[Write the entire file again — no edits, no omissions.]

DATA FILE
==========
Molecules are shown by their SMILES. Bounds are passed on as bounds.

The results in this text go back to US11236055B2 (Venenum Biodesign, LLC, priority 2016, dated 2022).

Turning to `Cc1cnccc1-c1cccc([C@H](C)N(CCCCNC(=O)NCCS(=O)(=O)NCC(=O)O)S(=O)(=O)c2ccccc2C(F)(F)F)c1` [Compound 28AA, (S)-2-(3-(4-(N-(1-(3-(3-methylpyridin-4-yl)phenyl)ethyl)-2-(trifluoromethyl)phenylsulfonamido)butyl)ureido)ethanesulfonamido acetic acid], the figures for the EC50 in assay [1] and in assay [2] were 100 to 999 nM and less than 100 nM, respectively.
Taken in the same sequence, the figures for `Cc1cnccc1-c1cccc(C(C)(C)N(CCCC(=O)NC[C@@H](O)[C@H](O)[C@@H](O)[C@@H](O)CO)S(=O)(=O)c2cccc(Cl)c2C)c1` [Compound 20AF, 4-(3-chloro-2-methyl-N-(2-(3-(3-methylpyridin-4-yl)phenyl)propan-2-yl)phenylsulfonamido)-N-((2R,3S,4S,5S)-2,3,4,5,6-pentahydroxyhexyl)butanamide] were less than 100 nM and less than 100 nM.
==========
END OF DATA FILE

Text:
Molecules are shown by their SMILES. Bounds are passed on as bounds.

The results in this text go back to US11236055B2 (Venenum Biodesign, LLC, priority 2016, dated 2022).

Turning to `Cc1cnccc1-c1cccc([C@H](C)N(CCCCNC(=O)NCCS(=O)(=O)NCC(=O)O)S(=O)(=O)c2ccccc2C(F)(F)F)c1` [Compound 28AA, (S)-2-(3-(4-(N-(1-(3-(3-methylpyridin-4-yl)phenyl)ethyl)-2-(trifluoromethyl)phenylsulfonamido)butyl)ureido)ethanesulfonamido acetic acid], the figures for the EC50 in assay [1] and in assay [2] were 100 to 999 nM and less than 100 nM, respectively.
Taken in the same sequence, the figures for `Cc1cnccc1-c1cccc(C(C)(C)N(CCCC(=O)NC[C@@H](O)[C@H](O)[C@@H](O)[C@@H](O)CO)S(=O)(=O)c2cccc(Cl)c2C)c1` [Compound 20AF, 4-(3-chloro-2-methyl-N-(2-(3-(3-methylpyridin-4-yl)phenyl)propan-2-yl)phenylsulfonamido)-N-((2R,3S,4S,5S)-2,3,4,5,6-pentahydroxyhexyl)butanamide] were less than 100 nM and less than 100 nM.